Thanks to our living children who have endured personal sacrifice when their parents were not available for events in their lives and in their children’s lives due to our commitments toward ECCRC and Lighthouse Library projects. And thanks to them for their unending hours of volunteer work.

Thanks to Jennifer Nicole Norris, whose life continues to bless those who knew her. At today’s event, some of her former classmates from Dexter High School shared some truly inspiring and special stories. We had not intended to mention Jennifer today, only wanting all the children and families to have a good day. But when classmates talked to us, they did not realize that they had touched on the heart-strings that tie us to our past and keep us tied to the future for us all. The children who attended today’s event really are our future. It really is all about the children. We thank their families for allowing them to come out and participate and to help kick off the opening of Lighthouse Library.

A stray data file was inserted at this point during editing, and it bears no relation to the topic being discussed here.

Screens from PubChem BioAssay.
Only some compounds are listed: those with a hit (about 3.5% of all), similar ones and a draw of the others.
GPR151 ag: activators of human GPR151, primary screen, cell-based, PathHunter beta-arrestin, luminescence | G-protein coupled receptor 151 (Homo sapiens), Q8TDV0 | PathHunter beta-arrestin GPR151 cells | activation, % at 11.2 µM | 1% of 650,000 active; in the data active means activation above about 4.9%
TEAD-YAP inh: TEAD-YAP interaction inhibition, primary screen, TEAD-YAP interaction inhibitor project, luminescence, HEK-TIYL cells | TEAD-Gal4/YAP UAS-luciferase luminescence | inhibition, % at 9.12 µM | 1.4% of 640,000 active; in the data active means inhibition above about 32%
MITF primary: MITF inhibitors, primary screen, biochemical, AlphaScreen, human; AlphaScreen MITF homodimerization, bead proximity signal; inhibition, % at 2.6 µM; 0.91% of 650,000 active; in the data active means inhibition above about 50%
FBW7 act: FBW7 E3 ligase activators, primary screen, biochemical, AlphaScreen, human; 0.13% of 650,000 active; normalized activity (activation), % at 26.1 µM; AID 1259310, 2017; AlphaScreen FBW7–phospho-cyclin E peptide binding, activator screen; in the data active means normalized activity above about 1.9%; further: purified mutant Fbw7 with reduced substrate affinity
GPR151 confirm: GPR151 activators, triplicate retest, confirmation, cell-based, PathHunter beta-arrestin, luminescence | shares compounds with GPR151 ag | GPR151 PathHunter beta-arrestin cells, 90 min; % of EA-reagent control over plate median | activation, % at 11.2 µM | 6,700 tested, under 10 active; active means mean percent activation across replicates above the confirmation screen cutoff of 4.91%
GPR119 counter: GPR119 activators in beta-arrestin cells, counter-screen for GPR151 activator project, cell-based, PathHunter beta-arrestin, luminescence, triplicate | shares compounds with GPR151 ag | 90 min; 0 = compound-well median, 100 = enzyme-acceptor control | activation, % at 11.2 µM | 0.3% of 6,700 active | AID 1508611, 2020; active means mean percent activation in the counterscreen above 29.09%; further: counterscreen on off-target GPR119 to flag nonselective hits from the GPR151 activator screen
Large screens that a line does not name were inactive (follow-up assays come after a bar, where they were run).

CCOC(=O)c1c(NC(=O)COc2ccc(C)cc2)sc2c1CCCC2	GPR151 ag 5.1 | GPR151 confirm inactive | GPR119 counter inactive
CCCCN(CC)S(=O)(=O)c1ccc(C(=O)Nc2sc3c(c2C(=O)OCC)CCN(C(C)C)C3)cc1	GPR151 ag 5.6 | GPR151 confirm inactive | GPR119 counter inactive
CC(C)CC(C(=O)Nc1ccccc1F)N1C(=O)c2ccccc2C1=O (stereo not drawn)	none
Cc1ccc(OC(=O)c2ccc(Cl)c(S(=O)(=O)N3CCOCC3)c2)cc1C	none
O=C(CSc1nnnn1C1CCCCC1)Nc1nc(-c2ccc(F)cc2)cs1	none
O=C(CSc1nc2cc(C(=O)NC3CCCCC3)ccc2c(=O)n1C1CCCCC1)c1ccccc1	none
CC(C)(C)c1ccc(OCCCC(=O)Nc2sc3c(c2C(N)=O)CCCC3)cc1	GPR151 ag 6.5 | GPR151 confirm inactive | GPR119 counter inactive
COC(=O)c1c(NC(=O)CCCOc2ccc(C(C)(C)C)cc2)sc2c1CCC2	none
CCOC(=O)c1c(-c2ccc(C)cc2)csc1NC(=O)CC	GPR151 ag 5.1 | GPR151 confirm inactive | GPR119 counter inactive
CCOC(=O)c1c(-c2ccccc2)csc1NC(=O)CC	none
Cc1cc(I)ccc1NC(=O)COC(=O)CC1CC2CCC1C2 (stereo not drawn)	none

There was just not time and not enough energy today to personally thank each person who took the time out of their busy lives to stop by. We look forward to the days, months, and years ahead and covet your prayers as this project advances to serve these wonderful families and children.

Many asked us when we plan to open the doors and get started. With Randy and I working full-time, we must depend on volunteers to open the doors for these children. The library will be open as many hours each week as volunteers want to be there to run it. The Treasure Chest Store will be open as many hours as volunteers want to be there. We hope that the community takes ownership in the library and the store. They are for the good of the town – for everyone to enjoy. 100 % of the proceeds from the store go back into ECCRC projects such as Lighthouse Library.

The cabin on the site is the other sustaining project for the library. The Grouse Valley Lodge remains available to the public to rent for a suggested donation of $45 per night. Last year it brought in $750. The year before it brought in $1,500. There is the cost of heating and cooling the cabin. We hope that it is rented out more in the years ahead.